Q: You had to know letters would pour in from women pissed off at your blatantly fat-phobic, sexist response to the man who thought “girl love handles” created by low-rise jeans were “revolting.” You agreed with him “100 percent,” and said that women “should get the obesity epidemic under control” if we want to “flounce around in belly-and-backside-exposing pants.”
Where the holy fuck do you (or any skinny white boy) get off saying what women are or are not allowed to wear? Face the facts, King Savage: Fat women are fucking sexy. Here’s some more news, Dan, for you and all your fat-hating, sexist buddies: Women’s bodies belong to women and women only. Fuck you and your fascist beauty standards. Why the fuck should we care what you think? Contrary to popular belief, not every woman wants to bow down and worship at the temple of your penis. —Fuck All Totalitarianism
A: As much as it might pain you, FAT, you need to go back and reread BWYR’s letter and my response. He didn’t say that only fat women looked bad in low-rise jeans. He pointed out that only a “select few” women look good in low-rise jeans and begged “women who are overweight, tubby, fat, or just not properly proportioned to STOP wearing jeans that show off or create rolls!” Once more, for emphasis: Most women don’t have the kind of bodies that look good in low-rise jeans, fat or not.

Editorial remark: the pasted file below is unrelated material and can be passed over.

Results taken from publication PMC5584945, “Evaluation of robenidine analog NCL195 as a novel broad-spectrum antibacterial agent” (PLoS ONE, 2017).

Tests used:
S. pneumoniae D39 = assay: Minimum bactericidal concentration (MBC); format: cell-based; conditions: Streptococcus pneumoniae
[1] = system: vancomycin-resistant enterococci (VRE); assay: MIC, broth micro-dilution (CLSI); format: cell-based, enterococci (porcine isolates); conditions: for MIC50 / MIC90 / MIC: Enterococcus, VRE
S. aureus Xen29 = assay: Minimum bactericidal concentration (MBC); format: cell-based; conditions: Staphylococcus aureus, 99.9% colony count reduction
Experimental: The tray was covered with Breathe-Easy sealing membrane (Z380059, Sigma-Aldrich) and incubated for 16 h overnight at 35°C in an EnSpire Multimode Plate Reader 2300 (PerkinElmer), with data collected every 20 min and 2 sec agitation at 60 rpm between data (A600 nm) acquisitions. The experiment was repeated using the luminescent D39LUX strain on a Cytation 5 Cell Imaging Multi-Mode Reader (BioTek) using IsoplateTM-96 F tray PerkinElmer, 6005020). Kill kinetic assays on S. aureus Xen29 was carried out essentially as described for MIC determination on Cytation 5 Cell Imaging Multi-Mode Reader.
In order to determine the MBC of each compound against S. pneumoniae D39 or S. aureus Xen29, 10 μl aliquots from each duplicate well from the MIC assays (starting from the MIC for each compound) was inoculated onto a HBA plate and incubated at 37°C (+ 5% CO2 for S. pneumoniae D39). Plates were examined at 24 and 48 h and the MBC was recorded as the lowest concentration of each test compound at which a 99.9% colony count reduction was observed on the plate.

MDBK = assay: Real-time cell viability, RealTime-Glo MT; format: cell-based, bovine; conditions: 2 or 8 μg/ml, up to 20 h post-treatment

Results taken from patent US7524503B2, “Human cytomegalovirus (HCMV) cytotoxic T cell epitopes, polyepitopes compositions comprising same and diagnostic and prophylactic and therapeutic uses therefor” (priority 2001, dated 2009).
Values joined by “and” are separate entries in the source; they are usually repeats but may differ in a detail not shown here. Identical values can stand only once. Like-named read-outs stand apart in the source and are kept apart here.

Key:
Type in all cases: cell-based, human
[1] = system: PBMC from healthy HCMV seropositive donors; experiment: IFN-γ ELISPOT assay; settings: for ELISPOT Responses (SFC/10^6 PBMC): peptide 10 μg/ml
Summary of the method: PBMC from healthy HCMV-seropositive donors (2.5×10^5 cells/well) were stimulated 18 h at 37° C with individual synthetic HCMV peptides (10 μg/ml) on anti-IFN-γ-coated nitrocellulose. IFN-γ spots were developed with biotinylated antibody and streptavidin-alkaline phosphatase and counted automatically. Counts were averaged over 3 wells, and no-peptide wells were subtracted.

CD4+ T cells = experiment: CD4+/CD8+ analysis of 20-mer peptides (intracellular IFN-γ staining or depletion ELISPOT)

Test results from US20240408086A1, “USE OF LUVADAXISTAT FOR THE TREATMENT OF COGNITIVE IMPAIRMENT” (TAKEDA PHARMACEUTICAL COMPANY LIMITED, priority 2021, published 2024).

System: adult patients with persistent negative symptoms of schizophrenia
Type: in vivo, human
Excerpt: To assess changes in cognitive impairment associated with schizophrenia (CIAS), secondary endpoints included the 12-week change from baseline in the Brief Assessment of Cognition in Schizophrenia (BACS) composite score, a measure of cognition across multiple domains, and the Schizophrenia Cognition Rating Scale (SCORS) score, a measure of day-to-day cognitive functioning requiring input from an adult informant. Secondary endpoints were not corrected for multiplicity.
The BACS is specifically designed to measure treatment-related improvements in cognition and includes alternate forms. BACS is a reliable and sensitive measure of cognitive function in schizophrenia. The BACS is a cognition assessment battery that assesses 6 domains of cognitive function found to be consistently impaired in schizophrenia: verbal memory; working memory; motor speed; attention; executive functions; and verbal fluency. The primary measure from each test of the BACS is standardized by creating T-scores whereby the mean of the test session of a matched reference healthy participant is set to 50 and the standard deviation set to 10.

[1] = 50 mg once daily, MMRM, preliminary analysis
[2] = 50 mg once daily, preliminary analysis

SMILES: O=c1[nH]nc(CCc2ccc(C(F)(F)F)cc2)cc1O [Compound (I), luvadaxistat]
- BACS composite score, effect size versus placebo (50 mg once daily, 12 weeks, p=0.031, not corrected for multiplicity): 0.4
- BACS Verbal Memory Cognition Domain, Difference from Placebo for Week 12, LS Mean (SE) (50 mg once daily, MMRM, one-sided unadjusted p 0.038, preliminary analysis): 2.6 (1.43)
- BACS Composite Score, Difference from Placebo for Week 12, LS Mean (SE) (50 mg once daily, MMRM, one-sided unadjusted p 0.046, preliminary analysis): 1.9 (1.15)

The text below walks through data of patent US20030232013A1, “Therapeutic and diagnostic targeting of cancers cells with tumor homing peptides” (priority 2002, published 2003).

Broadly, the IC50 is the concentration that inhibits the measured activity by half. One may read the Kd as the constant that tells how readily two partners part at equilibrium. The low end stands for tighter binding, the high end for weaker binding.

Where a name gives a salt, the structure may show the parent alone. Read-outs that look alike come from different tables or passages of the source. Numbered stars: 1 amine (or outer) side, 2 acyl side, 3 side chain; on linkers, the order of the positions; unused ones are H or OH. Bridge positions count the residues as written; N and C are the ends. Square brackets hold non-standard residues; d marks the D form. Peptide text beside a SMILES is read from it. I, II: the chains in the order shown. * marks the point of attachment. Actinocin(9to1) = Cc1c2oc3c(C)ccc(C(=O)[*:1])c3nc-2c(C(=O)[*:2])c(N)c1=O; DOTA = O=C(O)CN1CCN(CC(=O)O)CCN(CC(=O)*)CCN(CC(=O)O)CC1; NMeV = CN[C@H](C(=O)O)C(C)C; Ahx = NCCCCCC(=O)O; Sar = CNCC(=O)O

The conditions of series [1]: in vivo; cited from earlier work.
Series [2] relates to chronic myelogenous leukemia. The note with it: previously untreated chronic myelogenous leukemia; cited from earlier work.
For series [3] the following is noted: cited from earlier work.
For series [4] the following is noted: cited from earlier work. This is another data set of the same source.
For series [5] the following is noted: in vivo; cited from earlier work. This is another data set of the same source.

In my response to BWYR, I stated that I agreed with him 100 percent — low-rise jeans are a visual blight. They look terrible on most people, particularly obese people. But pointing out that something isn’t flattering isn’t the same thing as saying that the person wearing the unflattering garment is unattractive or has to worship at the temple of my penis. God forbid. Women can, of course, wear whatever the hell they want. It’s a free country. But that “free country” shit goes both ways, FAT. BWYR and I are free to think that low-rise jeans look terrible on most people and say so in public.
Finally, I didn’t say that women have to get the obesity epidemic under control, FAT, I said that “we” do, all of us, male and female.
Q: In anticipation of a GLH backlash, I’m writing from the ranks of the non-low-rise-wearing masses to thank you for the sound fashion advice. There’s nothing misogynistic in telling it like it is. I’ve never found being a big girl a significant hurdle to getting dates, getting laid, or getting engaged, actually, to a hot, smart fella. It’s simply been a matter of working what I’ve got, rather than working what I’ve got too much of, or trying to work what I wish I had. Your advice is analogous to telling a friend she’s got spinach stuck between her otherwise perfectly lovely teeth. —Fan in Portland
A: Thanks for sharing, FIP.
Q: Take a silly, tossed-off response to a letter about “girl love handles,” mix in not one but two mentions of the obesity epidemic, and publish. The result? Thousands of women all over the country developing eating disorders, bulimia, and anorexia, all because they don’t fit some arbitrary standard of beauty. Nice job, Dan. —The Harm U Do
A: Take a hike, THUD.